Court of Appeal of Florida, Second District
780 So.2d 176 (2001)
Theresa Schiavo had lived with or near her parents for the majority of her life until she married her husband, Michael. The couple moved to Florida and in 1990, at the age of 27, Theresa suffered cardiac arrest and was rushed to the hospital. She never regained consciousness. She was in a permanent or persistent vegetative state with a complete lack of consciousness or awareness, but did not have a life-threatening condition. She had never completed a will, living will, or advance directive indicating her wishes. She was raised Catholic, but had no religious advisor. Prior to her condition, Theresa’s discussions with family and friends regarding what she would want if she were in her current state were minimal. For 10 years, she lived in nursing homes completely unable to care for herself, including eating and drinking. A CT scan of her brain showed significant deterioration as a result of the oxygen deprivation at the time of the cardiac arrest. She only had slight instinctive neurological functions. Michael continued to care for her, never divorced her, and was diligent in ensuring that Theresa received proper treatment. Similarly, Theresa’s parents visited her often and prayed for a miracle. The two parties disagreed on what Theresa would have wanted regarding the continuation or cessation of life-prolonging treatment. They also distrusted each other, in part, because Michael, as Theresa’s guardian, received a large financial award from a medical malpractice action filed on her behalf. If she were to die, the money would go to Michael. If he divorced Theresa, the funds would likely go to her parents upon her death. Both Michael and Theresa’s parents suspected each other of having financial-based motives. In 1998, a trial court granted Michael’s petition to have Theresa’s life-prolonging treatment stopped. Theresa’s parents immediately appealed the removal of artificial life support.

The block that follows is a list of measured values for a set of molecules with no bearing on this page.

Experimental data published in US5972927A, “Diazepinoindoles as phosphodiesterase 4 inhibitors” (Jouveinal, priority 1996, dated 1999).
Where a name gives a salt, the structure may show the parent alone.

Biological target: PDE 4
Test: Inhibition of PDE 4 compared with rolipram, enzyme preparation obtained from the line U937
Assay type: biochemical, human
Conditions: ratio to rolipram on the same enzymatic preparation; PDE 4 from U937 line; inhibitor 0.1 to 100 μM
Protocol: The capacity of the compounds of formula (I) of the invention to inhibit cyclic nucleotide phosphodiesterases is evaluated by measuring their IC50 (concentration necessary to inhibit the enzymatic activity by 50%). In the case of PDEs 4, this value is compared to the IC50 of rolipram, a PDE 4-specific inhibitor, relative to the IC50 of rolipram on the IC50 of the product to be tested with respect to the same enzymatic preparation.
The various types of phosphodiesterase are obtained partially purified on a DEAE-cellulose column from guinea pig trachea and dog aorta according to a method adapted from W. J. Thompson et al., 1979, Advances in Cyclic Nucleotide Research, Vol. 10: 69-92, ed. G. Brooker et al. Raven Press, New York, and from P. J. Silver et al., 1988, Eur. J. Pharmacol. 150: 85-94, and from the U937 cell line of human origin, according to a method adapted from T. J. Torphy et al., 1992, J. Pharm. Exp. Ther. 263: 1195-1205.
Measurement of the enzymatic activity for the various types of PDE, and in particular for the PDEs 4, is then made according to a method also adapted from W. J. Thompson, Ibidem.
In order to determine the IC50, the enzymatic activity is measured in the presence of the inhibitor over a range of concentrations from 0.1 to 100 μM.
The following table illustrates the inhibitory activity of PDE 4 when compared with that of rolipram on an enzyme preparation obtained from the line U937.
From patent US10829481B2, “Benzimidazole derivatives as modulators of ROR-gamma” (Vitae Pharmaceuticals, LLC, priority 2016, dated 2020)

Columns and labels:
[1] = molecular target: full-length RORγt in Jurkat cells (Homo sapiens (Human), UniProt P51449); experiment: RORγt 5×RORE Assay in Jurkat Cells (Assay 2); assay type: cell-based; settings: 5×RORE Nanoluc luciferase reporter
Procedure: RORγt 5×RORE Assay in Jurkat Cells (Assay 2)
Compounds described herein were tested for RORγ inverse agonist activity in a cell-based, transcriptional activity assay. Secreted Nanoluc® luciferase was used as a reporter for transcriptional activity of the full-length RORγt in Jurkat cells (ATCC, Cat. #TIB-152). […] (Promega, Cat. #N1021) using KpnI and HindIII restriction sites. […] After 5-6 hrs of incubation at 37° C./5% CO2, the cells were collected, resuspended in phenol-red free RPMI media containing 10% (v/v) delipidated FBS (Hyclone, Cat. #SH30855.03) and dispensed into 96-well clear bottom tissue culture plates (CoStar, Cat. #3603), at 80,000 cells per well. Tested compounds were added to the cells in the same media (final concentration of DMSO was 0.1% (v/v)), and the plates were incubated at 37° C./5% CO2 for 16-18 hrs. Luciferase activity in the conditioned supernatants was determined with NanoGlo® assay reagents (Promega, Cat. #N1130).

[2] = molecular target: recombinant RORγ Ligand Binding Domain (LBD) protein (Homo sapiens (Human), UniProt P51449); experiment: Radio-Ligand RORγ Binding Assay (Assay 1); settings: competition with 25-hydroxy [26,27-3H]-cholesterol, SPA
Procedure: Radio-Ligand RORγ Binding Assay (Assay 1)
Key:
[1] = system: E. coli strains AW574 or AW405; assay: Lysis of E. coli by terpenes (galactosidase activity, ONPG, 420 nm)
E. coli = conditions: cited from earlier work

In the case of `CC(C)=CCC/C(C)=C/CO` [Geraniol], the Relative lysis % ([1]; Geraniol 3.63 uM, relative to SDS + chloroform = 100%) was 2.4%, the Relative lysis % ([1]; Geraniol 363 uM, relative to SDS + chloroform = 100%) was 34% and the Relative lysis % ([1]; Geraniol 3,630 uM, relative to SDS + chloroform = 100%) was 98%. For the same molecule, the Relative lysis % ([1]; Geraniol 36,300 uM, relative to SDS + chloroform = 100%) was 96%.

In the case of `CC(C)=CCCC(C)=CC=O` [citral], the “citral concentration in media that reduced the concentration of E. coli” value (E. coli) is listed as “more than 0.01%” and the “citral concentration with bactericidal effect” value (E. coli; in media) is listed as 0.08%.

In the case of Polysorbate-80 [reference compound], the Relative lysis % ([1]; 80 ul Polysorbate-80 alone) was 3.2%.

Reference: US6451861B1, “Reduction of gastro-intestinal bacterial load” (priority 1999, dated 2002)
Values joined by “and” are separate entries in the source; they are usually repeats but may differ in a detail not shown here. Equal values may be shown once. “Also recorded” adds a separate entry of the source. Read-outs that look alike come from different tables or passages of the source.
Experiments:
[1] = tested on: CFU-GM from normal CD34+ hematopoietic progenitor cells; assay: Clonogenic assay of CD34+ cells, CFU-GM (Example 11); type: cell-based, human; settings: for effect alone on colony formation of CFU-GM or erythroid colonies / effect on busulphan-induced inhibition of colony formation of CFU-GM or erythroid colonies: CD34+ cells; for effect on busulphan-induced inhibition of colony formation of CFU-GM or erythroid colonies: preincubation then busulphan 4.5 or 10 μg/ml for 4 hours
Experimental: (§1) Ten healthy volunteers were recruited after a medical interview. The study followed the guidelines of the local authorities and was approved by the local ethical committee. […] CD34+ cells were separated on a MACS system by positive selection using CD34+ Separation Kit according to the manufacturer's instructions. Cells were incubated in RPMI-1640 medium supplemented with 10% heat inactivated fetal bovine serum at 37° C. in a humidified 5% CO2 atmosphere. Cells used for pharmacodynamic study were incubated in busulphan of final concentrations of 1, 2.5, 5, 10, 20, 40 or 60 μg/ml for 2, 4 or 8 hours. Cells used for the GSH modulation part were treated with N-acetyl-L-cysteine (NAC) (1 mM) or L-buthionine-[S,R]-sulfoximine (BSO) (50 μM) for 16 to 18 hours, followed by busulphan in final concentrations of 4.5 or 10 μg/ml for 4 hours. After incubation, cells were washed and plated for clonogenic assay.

Rule of Law
Holding and Reasoning (Altenbernd, J.)
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